Punish dog: tips for dog training
If you want to punish your dog for showing unwanted behavior, you need to be careful when doing so. Because punishments can quickly backfire if misused and make the misbehavior even worse. The following tips tell you how to use punishment correctly.
The goal of punishment is actually to stop certain behaviors. If you want to punish your dog, skill is required. If the sentence comes too late or too violently, you scare your dog. In extreme cases, the bond and trust in the human-dog relationship will suffer, and your four-legged friend will become afraid of you or develop aggression. If the punishment is too mild, your animal companion does not understand that he is doing something he is not allowed to do.
Punishing the dog: Timing counts
The success of punishment depends crucially on the right timing. The reprimand or stop command (“off,” “no,” “fie,” etc.) must be given at the same time as the misbehavior. Punishment after the fact can lead to incorrect linkages. For example, if you call your four-legged friend and come to you only after some delay, you must not scold him. Otherwise, he will associate his arrival with anger, not his delayed reaction to your recall. This false link can lead to your dog not reacting to the memory at all because he thinks he will be punished for coming to you.
Dogs do not act out of malice.
Before you punish your dog for not behaving as desired, consider what the reason might be. Dogs always act in a way that makes them as comfortable as possible. They don’t do this to annoy you or because they have any other malicious, vile motives, but because of their nature. For example, if your dog does not obey a command, does not listen to you, or does something he is not supposed to do, this is not a power play to challenge you. Instead, he has not yet understood that the desired behavior is rewarding for him. Or he has not understood what the desired behavior is.
Tips for the proper reprimand
Good parenting thrives on praise and reward and appropriate reprimand. Distract your furry friend from his misbehavior with a stop command, a particular gesture, or another signal so that he will refrain from it. Always remain calm and speak in a firm, low voice. Choose short, concise commands that your dog can easily remember and are distinguishable from the other controls.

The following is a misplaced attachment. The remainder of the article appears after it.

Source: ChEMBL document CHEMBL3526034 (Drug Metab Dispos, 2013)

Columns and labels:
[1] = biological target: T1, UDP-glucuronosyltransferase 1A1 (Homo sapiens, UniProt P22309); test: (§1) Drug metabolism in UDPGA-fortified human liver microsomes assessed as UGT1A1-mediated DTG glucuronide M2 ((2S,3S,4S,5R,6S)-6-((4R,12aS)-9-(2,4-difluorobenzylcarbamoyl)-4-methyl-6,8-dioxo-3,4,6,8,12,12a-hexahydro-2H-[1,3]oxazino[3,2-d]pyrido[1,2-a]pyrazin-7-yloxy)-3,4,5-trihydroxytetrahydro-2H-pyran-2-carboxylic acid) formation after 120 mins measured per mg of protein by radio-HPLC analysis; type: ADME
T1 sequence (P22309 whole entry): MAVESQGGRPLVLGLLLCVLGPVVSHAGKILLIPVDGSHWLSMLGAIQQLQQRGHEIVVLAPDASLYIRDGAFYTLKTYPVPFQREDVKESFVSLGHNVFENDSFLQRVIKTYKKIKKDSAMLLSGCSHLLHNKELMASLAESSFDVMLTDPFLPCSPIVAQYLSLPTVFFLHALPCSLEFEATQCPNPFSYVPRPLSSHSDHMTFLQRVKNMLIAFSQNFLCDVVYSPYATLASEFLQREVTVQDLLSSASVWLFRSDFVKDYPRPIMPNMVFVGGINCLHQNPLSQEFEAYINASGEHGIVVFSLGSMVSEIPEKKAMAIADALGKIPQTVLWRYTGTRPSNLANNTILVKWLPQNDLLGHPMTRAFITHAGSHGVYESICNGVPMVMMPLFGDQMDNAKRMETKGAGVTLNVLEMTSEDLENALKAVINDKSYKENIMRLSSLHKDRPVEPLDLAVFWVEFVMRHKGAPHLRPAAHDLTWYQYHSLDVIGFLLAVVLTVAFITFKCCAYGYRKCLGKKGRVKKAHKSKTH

For example, “Off!”, “No!” or “Fie!” are suitable for this. A “Kiss!”, a hand clap, or a whistle can also serve as a stop command. The authorities must continually sound the same and mean the same thing. Be patient and consistent when teaching your dog the commands. Instead, divide the lessons into short, straightforward tasks and gradually increase the difficulty level. Once your four-legged friend has understood something, you can increase the difficulty one level.
Tip: Always offer your dog an alternative for undesirable behavior. For example, if he chews on your shoes, interrupt his misbehavior with your stop signal – and give him a chew toy instead.
Punish and reward your dog: Alternate between reprimand and praise
Alternate back and forth between punishment and reward when training your dog. Desired behavior is reinforced, undesired behavior is punished. There are two ways to strengthen and two ways to punish:
● Positive reinforcement
● Negative reinforcement
● Positive (direct) punishment
● Negative (indirect) punishment.
“Positive” means that something is added. “Negative” means something is taken away. With Positive Reinforcement, your dog gets a reward when he behaves as desired. For example, he gets a treat or is praised when he comes to you on recall. Negative reinforcement means that something unpleasant for the dog is resolved. For example, you stop if you walk him, and he pulls on the leash. As soon as he relaxes and lets go of the leash, you continue. He learns, “When I stop pulling on the leash, the walk is much more fun.
Positive punishment means adding something unpleasant when your dog misbehaves. For example, if you see him lift his leg inside, clearly say “Yikes!” or another stop signal. Negative punishment occurs when you take something pleasant away from your dog. For example, you can ignore him and withdraw your attention if he demands too much attention.
Punishments for dogs: Never resort to aversive training methods!
Caution. Positive punishment can be a delicate matter if it is no longer just unpleasant for your dog but does violence to him or inflicts pain; possibly even injures him. These are so-called aversive training methods that can deeply unsettle and frighten your animal companion. The result is behavioral problems ranging from anxiety disorders to depression to aggression.
Be sure to avoid the following “tools” in dog training:
● choke collar
● Prong collars
● Throwing objects at the dog
● Leash jerking (can cause throat injuries!).
● “Alpha throw” (throwing dog to the ground)
● Pushing dog down
● Snout grip